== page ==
The Spectacled Monarch flycatcher (Monarcha trivirgatus) have more success,  although their nest sites appear to be quite exposed to aerial predators. All the nests, which we have found so far, were neat cups,  located in the fork of a small tree, just 2-3m off the ground.

This one is not quite finished, yet:

Spectacled Monarch flycatcher

Until early February North Queensland, including the rainforest areas, was in drought and considerably too hot. Flora and fauna showed signs of heatstress. This pair of Victoria’s Riflebirds (Ptilotis victoriae), was hanging out in a shady spot for almost half an hour – giving me plenty of time to fetch my camera.

Victoria's Riflebird pair

A Red-leafed Fig (Ficus congesta), which we planted near the cabin a few years ago, is fruiting several times a year, and not only attracts Double-eyed Fig Parrots (Cyclopsitta diophthalma) . We also observed two Blossom Bats (Syconycteris australis) and one Tube-nosed Bat (Nyctimene robinsoni)  feasting on figs in December.

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Victoria’s Riflebirds and Cassowaries

Exciting news about two of our iconic species:

Mr Cassowary (“Dad”) has returned with a new chick (he had two this year, but the other one succumbed to a leg injury).

Dad and chick 2014

The little one is already quite adventurous, running across the rocks around our pond, under Dad’s watchful eye:

chick 2014

A large tree was snapped off during the cyclone in April , and we decided to cut off the splintered top of the stump, in the hope that the smoother surface might entice a Victoria’s Riflebird (Ptiloris victoriae) to use it as a dance floor for his courtship display.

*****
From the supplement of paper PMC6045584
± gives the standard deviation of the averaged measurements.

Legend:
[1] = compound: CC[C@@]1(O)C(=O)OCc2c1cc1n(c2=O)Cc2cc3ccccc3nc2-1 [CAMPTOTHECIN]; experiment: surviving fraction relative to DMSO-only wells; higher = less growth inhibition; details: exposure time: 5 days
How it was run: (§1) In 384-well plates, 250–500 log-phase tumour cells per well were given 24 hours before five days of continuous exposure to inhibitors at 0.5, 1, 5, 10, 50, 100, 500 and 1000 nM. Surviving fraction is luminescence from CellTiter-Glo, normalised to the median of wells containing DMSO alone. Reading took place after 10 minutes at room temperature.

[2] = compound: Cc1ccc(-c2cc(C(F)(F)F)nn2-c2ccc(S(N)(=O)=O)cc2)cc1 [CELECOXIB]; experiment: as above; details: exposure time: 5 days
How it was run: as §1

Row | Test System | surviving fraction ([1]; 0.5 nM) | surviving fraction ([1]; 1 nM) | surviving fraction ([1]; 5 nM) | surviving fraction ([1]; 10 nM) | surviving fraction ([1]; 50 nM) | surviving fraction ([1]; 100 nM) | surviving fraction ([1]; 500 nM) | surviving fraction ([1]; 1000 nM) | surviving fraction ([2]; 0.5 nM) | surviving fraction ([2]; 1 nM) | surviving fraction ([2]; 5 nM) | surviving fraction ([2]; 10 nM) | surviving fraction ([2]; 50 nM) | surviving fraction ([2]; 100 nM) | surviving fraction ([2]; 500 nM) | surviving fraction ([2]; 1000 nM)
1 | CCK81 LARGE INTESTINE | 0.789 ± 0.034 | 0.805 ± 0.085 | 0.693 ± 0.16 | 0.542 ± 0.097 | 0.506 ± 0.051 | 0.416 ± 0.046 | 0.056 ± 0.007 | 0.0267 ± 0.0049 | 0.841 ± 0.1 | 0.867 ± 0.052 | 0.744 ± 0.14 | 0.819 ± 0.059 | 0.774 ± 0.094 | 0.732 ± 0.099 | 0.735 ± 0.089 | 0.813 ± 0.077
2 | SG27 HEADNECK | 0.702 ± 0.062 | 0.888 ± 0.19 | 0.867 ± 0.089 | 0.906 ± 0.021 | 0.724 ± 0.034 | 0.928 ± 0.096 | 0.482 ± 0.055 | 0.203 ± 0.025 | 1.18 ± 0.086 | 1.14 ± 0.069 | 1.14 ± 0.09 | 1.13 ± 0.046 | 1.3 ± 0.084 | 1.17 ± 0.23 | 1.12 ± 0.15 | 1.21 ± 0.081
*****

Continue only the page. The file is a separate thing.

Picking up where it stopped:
Last week a young riflebird (he is still wearing his juvenile plumage, having not yet changed into the splendid black and metallic turquoise adult colours ) rewarded our efforts:

Victoria's Riflebird

Not a very pleasant voice, but he certainly knows how to move (and then he became annoyed by a piece of bark…):



This Tree Monitor (Varanus scalaris) inspected the tree stump in the afternoon:

Spotted Tree Monitor

Another legacy of the cyclone are a lot of broken branches and tree trunks, which we gathered in a large pile in the forest at our garden’s edge. It now houses a couple of Red-necked Crakes (Rallina tricolor), who emerge regularly to forage for insects and worms.

Red-necked Crake

They like banana, too, as does this Major Skink (Egernia frerei), (this one is about 30cm long):

Major Skink

Many birds are starting to mate and build nests, Pacific Bazas (Aviceda subcristata) and Wompoo Fruit-doves (Ptilinopus magnificus) are especially vocal.

It has been very dry , but as Dad has only one chick to raise this year, finding enough food should not be a problem.

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The (almost) invisible python

Loud scolding by several species of small birds late in the morning brought a 2 meter long Amethystine python (Morelia amethistina) to our attention.
It was making its way up along the frond of a large tree fern, and when it had reached the crown of the fern, it began to coil itself into ever tighter loops until it almost appeared to tie itself into knots! A short while later it had all but disappeared from sight.

amethyst python 1

( Can you see it? Just to the right of centre):

amethyst python 3_1

Soaking up the sunshine in its elevated position, it stayed there all day, but in the early evening started to travel down a fern frond, through a fig tree towards our bird feeder, which also attracts small native rainforest rodents during the night -the python probably detected their smell.

amethyst python 4.0_1

The following photo gives you an idea of the beautiful iridescent coloration of the Amethystine Python:

amethyst python 4_1

In this picture, you can see the heat-sensitive pits  along the lower lip, which is typical for pythons:

amethyst python 6

Yesterday  a rare visitor arrived: a juvenile Satin Bowerbird (Ptilinorhynchus violaceus). It spent all day opposite our front veranda, nibbling fruit. This is our first sighting of this species in Kuranda; Satin Bowerbirds usually occur above 600 meters in north Queensland.

Satin Bowerbird

The fruiting Pandanus  and palm trees, of which we have many, are attracting several Spotted Catbirds (Ailuroedus melanotis) and Victoria’s Riflebirds (Ptiloris victoriae). At present we can watch three brown (female or juvenile) and one adult black riflebird in our garden every day.